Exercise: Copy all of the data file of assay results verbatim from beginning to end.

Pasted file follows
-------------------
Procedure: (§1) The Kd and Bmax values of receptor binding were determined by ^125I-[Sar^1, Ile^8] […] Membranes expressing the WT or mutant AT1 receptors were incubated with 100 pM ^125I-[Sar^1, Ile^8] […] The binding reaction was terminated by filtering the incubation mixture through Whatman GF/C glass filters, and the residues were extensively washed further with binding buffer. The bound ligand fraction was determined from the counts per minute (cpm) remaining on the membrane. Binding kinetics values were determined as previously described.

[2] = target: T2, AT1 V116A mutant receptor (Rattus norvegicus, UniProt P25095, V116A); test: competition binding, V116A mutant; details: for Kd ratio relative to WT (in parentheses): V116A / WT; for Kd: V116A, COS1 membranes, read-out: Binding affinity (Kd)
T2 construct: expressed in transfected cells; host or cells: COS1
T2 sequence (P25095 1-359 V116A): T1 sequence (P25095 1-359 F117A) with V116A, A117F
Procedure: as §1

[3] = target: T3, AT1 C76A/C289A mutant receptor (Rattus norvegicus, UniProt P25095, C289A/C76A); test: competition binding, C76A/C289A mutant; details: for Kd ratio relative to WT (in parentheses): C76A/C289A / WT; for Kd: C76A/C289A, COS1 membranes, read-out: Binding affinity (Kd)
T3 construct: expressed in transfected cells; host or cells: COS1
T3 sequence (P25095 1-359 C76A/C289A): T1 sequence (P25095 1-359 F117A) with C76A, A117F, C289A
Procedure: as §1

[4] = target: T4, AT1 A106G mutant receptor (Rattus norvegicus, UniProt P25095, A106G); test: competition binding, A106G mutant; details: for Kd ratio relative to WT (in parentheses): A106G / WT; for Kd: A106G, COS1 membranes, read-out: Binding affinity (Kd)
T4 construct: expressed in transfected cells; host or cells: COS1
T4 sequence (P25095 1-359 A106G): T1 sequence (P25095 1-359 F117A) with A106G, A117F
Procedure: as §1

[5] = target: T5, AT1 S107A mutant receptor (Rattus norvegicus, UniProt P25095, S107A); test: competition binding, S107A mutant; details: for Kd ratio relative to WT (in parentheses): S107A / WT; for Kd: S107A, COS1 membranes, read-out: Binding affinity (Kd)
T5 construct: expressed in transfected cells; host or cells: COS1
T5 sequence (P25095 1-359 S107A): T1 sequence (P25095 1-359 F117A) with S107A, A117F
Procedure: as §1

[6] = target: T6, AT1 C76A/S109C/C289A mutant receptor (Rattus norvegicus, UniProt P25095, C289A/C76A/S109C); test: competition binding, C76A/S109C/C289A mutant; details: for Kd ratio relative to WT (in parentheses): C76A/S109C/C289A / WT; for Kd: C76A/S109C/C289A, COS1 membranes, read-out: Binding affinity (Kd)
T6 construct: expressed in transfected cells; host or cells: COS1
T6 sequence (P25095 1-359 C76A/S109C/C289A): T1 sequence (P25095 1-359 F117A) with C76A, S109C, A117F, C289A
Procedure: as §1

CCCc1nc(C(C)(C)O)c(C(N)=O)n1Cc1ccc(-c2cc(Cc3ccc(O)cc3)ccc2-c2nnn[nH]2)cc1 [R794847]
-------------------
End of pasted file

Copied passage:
Procedure: (§1) The Kd and Bmax values of receptor binding were determined by ^125I-[Sar^1, Ile^8] […] Membranes expressing the WT or mutant AT1 receptors were incubated with 100 pM ^125I-[Sar^1, Ile^8] […] The binding reaction was terminated by filtering the incubation mixture through Whatman GF/C glass filters, and the residues were extensively washed further with binding buffer. The bound ligand fraction was determined from the counts per minute (cpm) remaining on the membrane. Binding kinetics values were determined as previously described.

[2] = target: T2, AT1 V116A mutant receptor (Rattus norvegicus, UniProt P25095, V116A); test: competition binding, V116A mutant; details: for Kd ratio relative to WT (in parentheses): V116A / WT; for Kd: V116A, COS1 membranes, read-out: Binding affinity (Kd)
T2 construct: expressed in transfected cells; host or cells: COS1
T2 sequence (P25095 1-359 V116A): T1 sequence (P25095 1-359 F117A) with V116A, A117F
Procedure: as §1

[3] = target: T3, AT1 C76A/C289A mutant receptor (Rattus norvegicus, UniProt P25095, C289A/C76A); test: competition binding, C76A/C289A mutant; details: for Kd ratio relative to WT (in parentheses): C76A/C289A / WT; for Kd: C76A/C289A, COS1 membranes, read-out: Binding affinity (Kd)
T3 construct: expressed in transfected cells; host or cells: COS1
T3 sequence (P25095 1-359 C76A/C289A): T1 sequence (P25095 1-359 F117A) with C76A, A117F, C289A
Procedure: as §1

[4] = target: T4, AT1 A106G mutant receptor (Rattus norvegicus, UniProt P25095, A106G); test: competition binding, A106G mutant; details: for Kd ratio relative to WT (in parentheses): A106G / WT; for Kd: A106G, COS1 membranes, read-out: Binding affinity (Kd)
T4 construct: expressed in transfected cells; host or cells: COS1
T4 sequence (P25095 1-359 A106G): T1 sequence (P25095 1-359 F117A) with A106G, A117F
Procedure: as §1

[5] = target: T5, AT1 S107A mutant receptor (Rattus norvegicus, UniProt P25095, S107A); test: competition binding, S107A mutant; details: for Kd ratio relative to WT (in parentheses): S107A / WT; for Kd: S107A, COS1 membranes, read-out: Binding affinity (Kd)
T5 construct: expressed in transfected cells; host or cells: COS1
T5 sequence (P25095 1-359 S107A): T1 sequence (P25095 1-359 F117A) with S107A, A117F
Procedure: as §1

[6] = target: T6, AT1 C76A/S109C/C289A mutant receptor (Rattus norvegicus, UniProt P25095, C289A/C76A/S109C); test: competition binding, C76A/S109C/C289A mutant; details: for Kd ratio relative to WT (in parentheses): C76A/S109C/C289A / WT; for Kd: C76A/S109C/C289A, COS1 membranes, read-out: Binding affinity (Kd)
T6 construct: expressed in transfected cells; host or cells: COS1
T6 sequence (P25095 1-359 C76A/S109C/C289A): T1 sequence (P25095 1-359 F117A) with C76A, S109C, A117F, C289A
Procedure: as §1

CCCc1nc(C(C)(C)O)c(C(N)=O)n1Cc1ccc(-c2cc(Cc3ccc(O)cc3)ccc2-c2nnn[nH]2)cc1 [R794847]